UK Judges Not Happy With Apple's Compliance on Court Order

Three UK judges are not pleased with Apple's shenanigans in complying with court orders to publicly acknowledge that Samsung did not copy Apple's iPad. Stalling, delays, "false and misleading" additions to the statement, and website design tricks have gotten the British judges a little hot under the collar.

Apple and Samsung logos in the scales of justice

Back on July 18th, UK Judge Colin Briss ruled that Apple must display an acknowledgement on its website that said that Samsung had not copied Apple. At the same time, he acknowledged that one of the reasons it was clear they didn't is because Samsung's devices were not at "cool" as Apple's.

Of course, Apple appealed the decision, but it lost, and the appeals process was just a temporary delay. The acknowledgement would have to appear on its website and in several papers in October.

So Apple put up a statement on its UK website that made the acknowledgement, but also included some of the judge's own words regarding the cool factor. The judge was not amused. He considered it a "plain breach of the order" and gave Apple 24 hours to change it.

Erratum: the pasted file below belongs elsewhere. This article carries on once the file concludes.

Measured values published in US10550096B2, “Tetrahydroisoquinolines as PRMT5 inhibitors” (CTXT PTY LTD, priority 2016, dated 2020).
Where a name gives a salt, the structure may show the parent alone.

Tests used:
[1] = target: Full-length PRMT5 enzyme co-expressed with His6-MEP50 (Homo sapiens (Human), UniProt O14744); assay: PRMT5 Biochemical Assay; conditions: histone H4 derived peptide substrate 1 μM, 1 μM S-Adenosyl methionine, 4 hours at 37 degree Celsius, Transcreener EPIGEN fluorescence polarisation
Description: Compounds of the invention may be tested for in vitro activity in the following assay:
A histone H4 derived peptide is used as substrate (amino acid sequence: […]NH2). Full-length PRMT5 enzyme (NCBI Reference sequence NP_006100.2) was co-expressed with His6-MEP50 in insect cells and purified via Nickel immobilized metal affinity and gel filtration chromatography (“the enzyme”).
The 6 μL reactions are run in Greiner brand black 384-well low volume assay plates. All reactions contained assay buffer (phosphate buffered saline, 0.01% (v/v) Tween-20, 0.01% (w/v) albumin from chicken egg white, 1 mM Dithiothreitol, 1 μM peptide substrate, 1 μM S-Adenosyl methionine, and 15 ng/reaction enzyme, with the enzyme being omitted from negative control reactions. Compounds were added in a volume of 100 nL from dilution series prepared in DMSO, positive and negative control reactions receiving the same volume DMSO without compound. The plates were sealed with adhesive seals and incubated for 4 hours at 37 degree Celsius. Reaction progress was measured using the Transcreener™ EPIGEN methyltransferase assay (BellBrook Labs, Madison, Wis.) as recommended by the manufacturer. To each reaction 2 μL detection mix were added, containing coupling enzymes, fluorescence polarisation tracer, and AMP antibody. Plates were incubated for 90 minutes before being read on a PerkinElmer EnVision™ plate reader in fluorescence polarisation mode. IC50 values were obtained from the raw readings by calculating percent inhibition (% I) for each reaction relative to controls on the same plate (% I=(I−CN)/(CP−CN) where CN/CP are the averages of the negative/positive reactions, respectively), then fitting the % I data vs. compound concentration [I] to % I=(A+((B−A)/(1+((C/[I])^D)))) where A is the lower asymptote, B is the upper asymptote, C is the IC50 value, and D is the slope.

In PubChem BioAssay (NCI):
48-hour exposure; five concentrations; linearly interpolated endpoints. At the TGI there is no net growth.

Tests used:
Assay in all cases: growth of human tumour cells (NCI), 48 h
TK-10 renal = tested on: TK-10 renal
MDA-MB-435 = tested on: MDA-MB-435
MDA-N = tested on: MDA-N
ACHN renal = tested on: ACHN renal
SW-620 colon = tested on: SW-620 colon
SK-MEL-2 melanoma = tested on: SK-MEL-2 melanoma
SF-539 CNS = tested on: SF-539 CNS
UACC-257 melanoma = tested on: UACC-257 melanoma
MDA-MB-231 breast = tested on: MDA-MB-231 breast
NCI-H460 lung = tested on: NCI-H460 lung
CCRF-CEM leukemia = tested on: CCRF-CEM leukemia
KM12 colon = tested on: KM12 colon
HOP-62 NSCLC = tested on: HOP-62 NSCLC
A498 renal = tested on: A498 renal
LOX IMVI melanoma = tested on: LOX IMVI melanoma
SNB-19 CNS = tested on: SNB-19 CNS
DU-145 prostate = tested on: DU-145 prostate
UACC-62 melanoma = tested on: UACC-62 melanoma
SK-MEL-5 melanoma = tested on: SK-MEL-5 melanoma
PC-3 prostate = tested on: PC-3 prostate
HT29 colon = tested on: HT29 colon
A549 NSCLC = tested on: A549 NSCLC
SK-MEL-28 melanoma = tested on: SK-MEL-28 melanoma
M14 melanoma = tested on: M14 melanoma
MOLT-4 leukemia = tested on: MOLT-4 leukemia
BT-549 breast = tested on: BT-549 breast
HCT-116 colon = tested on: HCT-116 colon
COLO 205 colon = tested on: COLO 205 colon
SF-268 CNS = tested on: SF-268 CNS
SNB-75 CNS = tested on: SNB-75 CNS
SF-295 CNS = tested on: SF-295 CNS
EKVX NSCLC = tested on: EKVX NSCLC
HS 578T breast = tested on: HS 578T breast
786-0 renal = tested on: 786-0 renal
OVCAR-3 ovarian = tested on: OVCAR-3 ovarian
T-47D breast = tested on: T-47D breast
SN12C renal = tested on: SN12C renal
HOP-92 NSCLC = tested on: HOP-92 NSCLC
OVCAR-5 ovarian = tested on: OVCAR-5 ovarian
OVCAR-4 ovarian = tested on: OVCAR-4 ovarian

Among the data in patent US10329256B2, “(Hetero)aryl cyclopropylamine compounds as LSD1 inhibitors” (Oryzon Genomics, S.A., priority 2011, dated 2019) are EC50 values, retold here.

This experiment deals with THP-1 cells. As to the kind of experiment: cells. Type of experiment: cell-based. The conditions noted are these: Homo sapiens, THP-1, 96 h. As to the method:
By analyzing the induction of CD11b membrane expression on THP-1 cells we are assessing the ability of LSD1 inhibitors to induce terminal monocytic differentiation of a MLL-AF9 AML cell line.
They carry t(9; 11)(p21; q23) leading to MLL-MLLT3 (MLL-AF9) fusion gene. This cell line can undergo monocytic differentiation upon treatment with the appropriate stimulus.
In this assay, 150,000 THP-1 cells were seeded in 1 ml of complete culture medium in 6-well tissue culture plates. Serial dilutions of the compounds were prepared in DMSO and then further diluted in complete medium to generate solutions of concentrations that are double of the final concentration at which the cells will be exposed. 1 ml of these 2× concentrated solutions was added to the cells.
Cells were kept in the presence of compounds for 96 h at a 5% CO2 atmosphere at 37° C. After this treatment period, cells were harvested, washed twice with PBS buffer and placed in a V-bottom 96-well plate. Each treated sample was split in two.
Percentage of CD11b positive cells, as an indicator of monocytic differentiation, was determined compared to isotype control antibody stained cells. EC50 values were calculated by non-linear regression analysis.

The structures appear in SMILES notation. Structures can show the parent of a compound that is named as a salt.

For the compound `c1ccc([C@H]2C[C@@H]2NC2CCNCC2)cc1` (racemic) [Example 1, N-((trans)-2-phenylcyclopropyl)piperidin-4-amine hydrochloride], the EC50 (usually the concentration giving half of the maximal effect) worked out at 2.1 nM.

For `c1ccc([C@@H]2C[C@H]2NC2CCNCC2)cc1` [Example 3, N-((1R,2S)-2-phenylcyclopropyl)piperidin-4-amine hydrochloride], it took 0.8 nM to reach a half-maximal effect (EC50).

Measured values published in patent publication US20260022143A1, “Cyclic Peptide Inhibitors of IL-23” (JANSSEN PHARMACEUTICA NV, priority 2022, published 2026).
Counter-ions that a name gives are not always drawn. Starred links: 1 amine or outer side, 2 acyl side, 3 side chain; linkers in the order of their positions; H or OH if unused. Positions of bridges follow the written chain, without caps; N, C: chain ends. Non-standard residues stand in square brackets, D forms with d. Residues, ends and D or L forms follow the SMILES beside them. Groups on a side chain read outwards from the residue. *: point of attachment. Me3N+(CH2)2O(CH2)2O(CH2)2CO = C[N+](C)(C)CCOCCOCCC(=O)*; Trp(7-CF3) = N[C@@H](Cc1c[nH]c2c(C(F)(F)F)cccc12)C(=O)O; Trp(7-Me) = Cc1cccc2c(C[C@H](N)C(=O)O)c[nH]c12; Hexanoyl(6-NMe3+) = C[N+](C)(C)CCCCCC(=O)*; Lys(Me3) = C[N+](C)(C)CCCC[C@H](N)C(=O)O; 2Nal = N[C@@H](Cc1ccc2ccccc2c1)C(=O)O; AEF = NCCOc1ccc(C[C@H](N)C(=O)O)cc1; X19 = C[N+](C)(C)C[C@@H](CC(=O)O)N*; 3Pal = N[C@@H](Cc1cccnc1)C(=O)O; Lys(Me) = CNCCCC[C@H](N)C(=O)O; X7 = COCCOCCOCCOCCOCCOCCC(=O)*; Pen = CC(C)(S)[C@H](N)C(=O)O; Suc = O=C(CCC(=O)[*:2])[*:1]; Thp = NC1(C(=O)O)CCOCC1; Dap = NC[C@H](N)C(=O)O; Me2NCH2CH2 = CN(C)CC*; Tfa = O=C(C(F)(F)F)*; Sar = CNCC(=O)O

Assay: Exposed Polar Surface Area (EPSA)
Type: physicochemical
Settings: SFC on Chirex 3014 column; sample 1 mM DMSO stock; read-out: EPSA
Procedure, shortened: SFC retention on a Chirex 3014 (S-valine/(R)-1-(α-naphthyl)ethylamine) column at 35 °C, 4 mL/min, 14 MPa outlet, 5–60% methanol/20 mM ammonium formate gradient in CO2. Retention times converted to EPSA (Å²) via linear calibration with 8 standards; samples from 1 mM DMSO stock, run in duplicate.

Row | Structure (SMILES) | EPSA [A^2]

Apple made the required changes in wording, but apparently adding a bit of Javascript trickery that would keep the statement "below the fold" when displayed in a browser.

The Javascript code has now been removed and the acknowledgement, along with a link to the statement, can now be found at the bottom of Apple's UK home page.

Apple's UK website acknowledgement

Now appearing on Apple's UK website

The Guardian reported that the judges are furious with Apple's stall tactics. In addition to the acknowledgment, they hit Apple with additional costs "as a mark of the court's disapproval of a party's conduct, particularly in relation to its respect for an order of the court."

In the end, the Sir Robin Jacob summarized the events, "I hope that the lack of integrity involved in this incident is entirely atypical of Apple."